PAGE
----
Table of Contents
- Introduction by Christopher Stasheff
- The Roaring Trumpet
- The Mathematics of Magic
- The Castle of Iron
- The Wall of Serpents (aka The Enchanter Completed)
- The Green Magician
- Fletcher and I
- Sir Harold and the Gnome King (L. Sprague de Camp)
- Sir Harold of Zodanga (L. Sprague de Camp)
- Arming the Incomplete Enchanter by Jerry Pournelle
- An Enchanter Bibliography
L. Sprague de Camp was born in New York in 1907 and died in 2000. He got a BS in Aeronautical Engineering from Cal Tech in 1930 and later earned his MS. Before WWII he was one of the new writers recruited by John W. Campbell to launch the Golden Age of Astounding and became a distinguished writer of short SF. He was a Lieutenant Commander in the US Naval Reserve in WWII. After the war and for the next fifty years he was a full-time professional writer, mostly of SF and fantasy. He wrote over 100 SF&F books, several hundred stories, and many non-fiction works in history, science, and biography.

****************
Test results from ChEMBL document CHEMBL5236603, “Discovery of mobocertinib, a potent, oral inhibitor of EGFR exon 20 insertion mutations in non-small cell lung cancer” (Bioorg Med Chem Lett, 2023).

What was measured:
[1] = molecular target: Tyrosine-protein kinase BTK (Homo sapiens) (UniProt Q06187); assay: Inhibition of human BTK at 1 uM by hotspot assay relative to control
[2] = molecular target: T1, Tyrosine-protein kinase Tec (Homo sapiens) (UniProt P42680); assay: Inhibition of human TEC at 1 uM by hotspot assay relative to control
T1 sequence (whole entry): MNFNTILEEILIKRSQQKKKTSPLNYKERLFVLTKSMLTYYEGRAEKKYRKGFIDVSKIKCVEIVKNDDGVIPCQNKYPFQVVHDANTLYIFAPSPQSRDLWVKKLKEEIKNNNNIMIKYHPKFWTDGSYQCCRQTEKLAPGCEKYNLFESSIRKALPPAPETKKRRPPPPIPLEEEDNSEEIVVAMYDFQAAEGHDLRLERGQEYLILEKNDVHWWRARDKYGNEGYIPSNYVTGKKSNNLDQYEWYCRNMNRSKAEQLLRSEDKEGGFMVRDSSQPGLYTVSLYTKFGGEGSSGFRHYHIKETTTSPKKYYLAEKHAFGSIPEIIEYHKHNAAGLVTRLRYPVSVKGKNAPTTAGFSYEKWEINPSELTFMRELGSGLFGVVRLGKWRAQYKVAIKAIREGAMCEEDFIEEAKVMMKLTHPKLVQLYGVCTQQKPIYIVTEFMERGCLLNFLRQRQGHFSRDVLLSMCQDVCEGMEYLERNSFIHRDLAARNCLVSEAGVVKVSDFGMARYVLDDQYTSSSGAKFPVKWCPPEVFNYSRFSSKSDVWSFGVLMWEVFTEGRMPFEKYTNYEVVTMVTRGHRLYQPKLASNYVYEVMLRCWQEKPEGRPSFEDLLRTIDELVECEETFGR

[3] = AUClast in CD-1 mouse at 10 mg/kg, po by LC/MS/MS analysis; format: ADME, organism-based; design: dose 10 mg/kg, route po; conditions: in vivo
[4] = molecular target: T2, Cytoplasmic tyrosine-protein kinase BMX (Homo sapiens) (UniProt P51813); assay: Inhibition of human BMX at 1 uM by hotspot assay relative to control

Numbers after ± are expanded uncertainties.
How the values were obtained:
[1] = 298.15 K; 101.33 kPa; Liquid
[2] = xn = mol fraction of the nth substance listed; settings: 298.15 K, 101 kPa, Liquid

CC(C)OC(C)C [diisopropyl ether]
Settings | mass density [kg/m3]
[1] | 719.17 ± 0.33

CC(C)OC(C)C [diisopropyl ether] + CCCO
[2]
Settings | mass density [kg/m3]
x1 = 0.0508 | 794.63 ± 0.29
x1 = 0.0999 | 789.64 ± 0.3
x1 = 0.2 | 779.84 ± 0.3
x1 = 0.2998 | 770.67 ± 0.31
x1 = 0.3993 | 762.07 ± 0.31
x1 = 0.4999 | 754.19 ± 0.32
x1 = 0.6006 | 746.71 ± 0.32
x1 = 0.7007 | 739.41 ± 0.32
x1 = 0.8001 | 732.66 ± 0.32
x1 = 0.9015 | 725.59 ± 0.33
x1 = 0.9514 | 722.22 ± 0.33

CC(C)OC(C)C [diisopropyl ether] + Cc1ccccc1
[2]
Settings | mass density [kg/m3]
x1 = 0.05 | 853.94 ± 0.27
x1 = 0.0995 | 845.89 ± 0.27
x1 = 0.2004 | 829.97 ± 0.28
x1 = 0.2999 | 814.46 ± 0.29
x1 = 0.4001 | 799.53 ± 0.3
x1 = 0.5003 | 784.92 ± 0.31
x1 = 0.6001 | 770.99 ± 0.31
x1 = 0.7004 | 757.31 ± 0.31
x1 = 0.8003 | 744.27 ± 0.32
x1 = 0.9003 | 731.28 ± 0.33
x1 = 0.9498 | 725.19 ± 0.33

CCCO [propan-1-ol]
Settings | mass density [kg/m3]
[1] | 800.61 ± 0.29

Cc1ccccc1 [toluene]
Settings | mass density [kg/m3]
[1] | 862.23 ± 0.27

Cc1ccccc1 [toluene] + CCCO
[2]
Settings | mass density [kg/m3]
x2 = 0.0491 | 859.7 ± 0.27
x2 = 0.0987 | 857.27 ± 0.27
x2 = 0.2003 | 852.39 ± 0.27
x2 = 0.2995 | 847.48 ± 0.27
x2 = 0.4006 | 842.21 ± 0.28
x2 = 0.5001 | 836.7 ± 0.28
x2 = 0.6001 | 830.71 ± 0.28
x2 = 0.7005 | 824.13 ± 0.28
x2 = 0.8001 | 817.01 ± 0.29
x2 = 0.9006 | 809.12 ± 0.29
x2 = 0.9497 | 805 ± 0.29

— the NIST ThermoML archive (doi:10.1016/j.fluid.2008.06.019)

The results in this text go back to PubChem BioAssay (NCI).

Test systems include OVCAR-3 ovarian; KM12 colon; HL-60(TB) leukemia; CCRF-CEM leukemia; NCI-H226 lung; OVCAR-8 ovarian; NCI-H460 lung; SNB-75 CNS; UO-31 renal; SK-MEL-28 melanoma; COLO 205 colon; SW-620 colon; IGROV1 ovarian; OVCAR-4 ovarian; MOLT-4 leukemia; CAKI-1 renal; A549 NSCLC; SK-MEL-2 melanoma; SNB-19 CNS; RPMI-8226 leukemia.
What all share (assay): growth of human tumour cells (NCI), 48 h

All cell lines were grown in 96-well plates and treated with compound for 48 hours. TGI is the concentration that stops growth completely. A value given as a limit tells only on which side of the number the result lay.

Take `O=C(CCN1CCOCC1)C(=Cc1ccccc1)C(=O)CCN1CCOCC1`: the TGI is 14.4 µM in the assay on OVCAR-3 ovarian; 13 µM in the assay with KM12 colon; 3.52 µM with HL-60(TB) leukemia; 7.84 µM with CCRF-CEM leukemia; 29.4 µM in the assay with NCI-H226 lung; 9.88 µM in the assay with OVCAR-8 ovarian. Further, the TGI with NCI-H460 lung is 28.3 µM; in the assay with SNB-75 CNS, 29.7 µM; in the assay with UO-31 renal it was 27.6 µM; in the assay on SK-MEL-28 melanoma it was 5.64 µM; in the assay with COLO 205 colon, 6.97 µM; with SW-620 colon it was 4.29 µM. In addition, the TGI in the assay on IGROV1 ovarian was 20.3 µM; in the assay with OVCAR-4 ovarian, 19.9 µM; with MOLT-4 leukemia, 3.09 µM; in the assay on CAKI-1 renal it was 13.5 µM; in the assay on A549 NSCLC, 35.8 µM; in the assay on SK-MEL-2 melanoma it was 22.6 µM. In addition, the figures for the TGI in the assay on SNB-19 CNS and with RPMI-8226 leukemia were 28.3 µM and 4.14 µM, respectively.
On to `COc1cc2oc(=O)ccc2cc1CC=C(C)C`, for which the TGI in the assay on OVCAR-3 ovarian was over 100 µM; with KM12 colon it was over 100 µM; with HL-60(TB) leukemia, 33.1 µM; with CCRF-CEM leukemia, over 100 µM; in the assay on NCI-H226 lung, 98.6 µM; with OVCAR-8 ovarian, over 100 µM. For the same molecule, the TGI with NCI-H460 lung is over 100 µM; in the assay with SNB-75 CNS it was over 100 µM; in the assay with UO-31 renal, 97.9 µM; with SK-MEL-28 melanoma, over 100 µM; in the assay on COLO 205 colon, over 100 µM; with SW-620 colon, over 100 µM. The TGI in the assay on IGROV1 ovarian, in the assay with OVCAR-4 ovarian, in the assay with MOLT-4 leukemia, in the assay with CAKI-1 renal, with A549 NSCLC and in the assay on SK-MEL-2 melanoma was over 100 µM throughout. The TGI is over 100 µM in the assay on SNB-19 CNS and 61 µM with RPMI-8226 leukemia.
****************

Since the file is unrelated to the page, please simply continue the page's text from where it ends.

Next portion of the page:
De Camp is a winner of the Hugo and also a Grand Master Nebula.
L. Sprague de Camp spoke several languages and traveled world-wide. He has been chased by a hippopotamus in Uganda and by sea lions in the Galapagos Islands, seen tiger and rhinoceros from elephant back in India, been bitten by a lizard in the jungles of Guatemala, and spent Easter on Easter Island in the South Pacific. His autobiography, Time and Chance, published by Donald M. Grant in 1996 won the 1997 Hugo Award for best non-fiction.
Besides his solo works, de Camp is well-known for his fantasy collaborations with Fletcher Pratt and many books, mostly non-fiction, written with his wife Catherine Crook de Camp.
Fletcher Pratt was born in Buffalo, New York in 1897 and died in 1956. He spent a year at Hobart College and, a dozen years later, spent two years at the Sorbonne.
He boxed in the flyweight class for a short time. Before he moved to New York, he worked as a reporter for The Buffalo Courier Express. During World War II, he worked as a military expert for The New York Post.
Fletcher wrote more than 50 books on a range of subjects including history, cryptography, biography, science fiction, and the cullinary arts. He was known as an epicure, an expert in naval history, a translator of the Icelandic sagas, a historian of the American Civil War, a careful scholar, and the founder of the Trap Door Spiders, a writers' group that Isaac Asimov wrote about in his stories about the Black Widowers.
Besides his collaborations with de Camp, he is also known in the SF world for his fantasy novels, The Well of the Unicorn and Blue Star